[G.R. No. 8472. November 28, 1913. ]
ENRIQUE AYLLON, in lieu of Victoria Ayllon, Plaintiff-Appellant, v. MIGUEL SIOJO, Defendant-Appellee.
Jose Valera y Calderon, for Appellant.
Velarde & Santos, for Appellee.
1. COURTS OF FIRST INSTANCE; LOSS OF JURISDICTION TO VACATE OR MODIFY JUDGMENTS. — Where a final judgment has been rendered in an action to recover damages and an appeal has been duly taken therefrom and the bill of exceptions approved and filed, the trial court loses jurisdiction over the judgment to the extent that it has no authority to vacate or modify said judgment so as to change the substantial rights of the parties as declared therein.
D E C I S I O N
This is an appeal from a judgment of the Court of First Instance of the city of Manila reversing, in effect, and vacating and setting aside a previous judgment of the court.
It appears that an action was commenced by the plaintiff against the defendant herein for the recovery of P2,000 for the use and occupation of certain lands belonging to the plaintiff situated in the municipality of San Isidro, Province of Nueva Ecija. An answer was interposed containing a general denial and also a counterclaim demanding judgment for a considerable sum of money against the plaintiff. The action having been tried and duly submitted, the court on the 30th day of April, 1912, entered a judgment as follows:jgc:chanrobles.com.ph
"It is accordingly considered and adjudged that plaintiff have and recover from the defendant the said sum of P2,000, with interest thereon at 6 per annum from February 16, 1911, together with costs; and that defendant take nothing by his counterclaim.
"The question of ousting defendant from the land is one of which the justice of the peace has original jurisdiction and no order will be made relative to the same in this proceeding."cralaw virtua1aw library
On the 8th day of July thereafter the court made the following order:jgc:chanrobles.com.ph
"Since filing the judgment of April 30, 1912, and in the course of investigating other case, a new phase of this case has occurred to us which was not presented in the arguments of either counsel.
"Defendant’s possession is presumed to have been in good faith (Civil Code, arts. 434, 436), especially in view of the admitted fact that no formal summons was ever served upon him. Such being the case, he is not liable for rents. (Civil Code, art. 451; Valencia v. Jimenez, 11 Phil. Rep., 492; Cleto v. Salvador, 11 Phil. Rep., 416; Waite v. Williams, 5 Phil. Rep., 571; Araujo v. Celis, 16 Phil. Rep., 329; Saul v. Hawkins, 1 Phil. Rep., 275.)
"It would seem, therefore, that the judgment ought to be modified by eliminating therefrom any allowance for rents, and awarding no recovery to either party.
"It is therefore ordered that within ten days from this date the plaintiff show cause why the judgment should not be so modified; and if no such cause is shown within said time, the judgment will stand modified in accordance with the foregoing authorities.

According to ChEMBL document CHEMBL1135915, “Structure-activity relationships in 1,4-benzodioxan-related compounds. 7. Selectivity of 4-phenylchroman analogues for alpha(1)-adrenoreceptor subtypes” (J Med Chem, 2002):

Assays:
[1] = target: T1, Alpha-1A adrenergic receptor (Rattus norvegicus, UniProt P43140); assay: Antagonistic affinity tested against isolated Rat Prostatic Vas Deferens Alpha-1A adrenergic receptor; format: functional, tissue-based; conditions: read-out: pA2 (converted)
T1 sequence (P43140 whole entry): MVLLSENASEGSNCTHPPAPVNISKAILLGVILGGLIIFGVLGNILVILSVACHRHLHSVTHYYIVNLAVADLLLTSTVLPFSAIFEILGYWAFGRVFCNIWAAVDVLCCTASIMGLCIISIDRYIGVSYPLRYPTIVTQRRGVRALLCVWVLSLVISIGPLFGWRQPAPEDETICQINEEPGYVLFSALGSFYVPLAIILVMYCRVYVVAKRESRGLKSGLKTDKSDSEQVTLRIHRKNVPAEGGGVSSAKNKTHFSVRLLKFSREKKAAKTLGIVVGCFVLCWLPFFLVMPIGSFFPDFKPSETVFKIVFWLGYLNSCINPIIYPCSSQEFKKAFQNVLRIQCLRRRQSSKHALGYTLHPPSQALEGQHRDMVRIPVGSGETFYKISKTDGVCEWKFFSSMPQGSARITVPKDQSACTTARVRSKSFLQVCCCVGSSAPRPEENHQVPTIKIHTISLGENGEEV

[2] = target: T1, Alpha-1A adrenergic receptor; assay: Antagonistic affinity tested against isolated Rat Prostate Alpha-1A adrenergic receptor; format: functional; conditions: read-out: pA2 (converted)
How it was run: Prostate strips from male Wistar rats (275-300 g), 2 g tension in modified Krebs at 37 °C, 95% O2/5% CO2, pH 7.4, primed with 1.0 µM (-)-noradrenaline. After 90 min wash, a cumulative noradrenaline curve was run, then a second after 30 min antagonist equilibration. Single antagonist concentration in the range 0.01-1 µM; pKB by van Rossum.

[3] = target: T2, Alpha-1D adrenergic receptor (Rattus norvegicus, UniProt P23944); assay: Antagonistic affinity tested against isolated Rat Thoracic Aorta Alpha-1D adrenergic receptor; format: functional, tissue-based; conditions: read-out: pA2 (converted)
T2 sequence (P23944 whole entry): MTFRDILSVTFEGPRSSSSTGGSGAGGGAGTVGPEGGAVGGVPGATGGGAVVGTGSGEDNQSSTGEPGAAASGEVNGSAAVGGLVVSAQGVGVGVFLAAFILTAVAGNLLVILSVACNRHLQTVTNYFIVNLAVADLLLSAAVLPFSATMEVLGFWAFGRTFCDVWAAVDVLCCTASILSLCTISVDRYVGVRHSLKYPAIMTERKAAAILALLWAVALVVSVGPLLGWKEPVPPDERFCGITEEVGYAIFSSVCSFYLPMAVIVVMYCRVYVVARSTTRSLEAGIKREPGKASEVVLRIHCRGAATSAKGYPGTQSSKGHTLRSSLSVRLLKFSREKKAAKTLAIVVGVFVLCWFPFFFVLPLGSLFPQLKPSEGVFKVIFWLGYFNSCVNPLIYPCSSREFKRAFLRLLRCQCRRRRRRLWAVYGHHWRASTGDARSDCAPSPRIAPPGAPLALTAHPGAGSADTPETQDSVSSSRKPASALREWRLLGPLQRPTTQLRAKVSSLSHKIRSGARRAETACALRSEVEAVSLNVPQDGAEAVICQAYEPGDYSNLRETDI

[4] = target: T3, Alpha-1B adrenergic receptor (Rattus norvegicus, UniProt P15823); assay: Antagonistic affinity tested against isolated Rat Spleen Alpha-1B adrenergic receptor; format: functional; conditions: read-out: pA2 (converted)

"Let a copy of this order be served upon counsel for each party."cralaw virtua1aw library
Pursuant to that order the parties appeared on the day specified and after certain proceedings the court rendered a judgment on the 8th day of August containing the following decree: "It is accordingly considered and adjudged that plaintiff take nothing by his complaint, and defendant nothing by his counterclaim, that neither party recover costs, and that the judgment of April 30 be modified accordingly."cralaw virtua1aw library
Due and timely objections and exceptions were made and taken to the action of the trial court vacating and setting aside its judgment of April 30.
It appears in the record of the case that an appeal from the judgment of April 30 was immediately taken by the defendant and a bill of exceptions was made, approved and filed on the 27th day of June. The plaintiff in the action objected to the jurisdiction of the court and its power to vacate on the 8th of August a judgment rendered on the 30th of April, from which an appeal had been immediately taken, and in regard to which a bill of exceptions had been approved and filed on the 27th of June, he asserting and maintaining that, by the proceedings on appeal, the trial court lost jurisdiction of the cause and that, upon the approval of the bill of exceptions, the cause became a cause pending on appeal in the Supreme Court, over which the Court of First Instance had no jurisdiction.
We are of the opinion that the order vacating, in effect revoking, the judgment of the 30th of April must be reversed. It is clear to us that the approval of a bill of exceptions divests the court from which the appeal is taken of all jurisdiction over the judgment and the action in which it is rendered so far as the rights of the parties under the judgment are concerned. While the trial court still retains power and authority to do all of the acts necessary to prepare and send the record to the Supreme Court, and, under certain circumstances, to issue an execution upon the judgment, and to do certain other acts connected therewith, still it has no power to change the nature of a judgment or to do anything which effects the substantial rights of the parties thereunder. That power, by virtue of the appeal, is lodged exclusively in the appellate court.
The mere fact that the bill of exceptions, although approved on the 27th of June, still remained in the clerk’s office of the trial court on the 8th of August, is of no significance in this case. The approval of the bill of exceptions deprived the trial court of its jurisdiction over the judgment so far as it adjudicates the substantive rights of the parties.
The order and judgment appealed from are hereby reversed and the cause is left in the state and condition in which it was when the bill of exceptions was approved.
Arellano, C.J., Torres, Carson, and Trent, JJ., concur.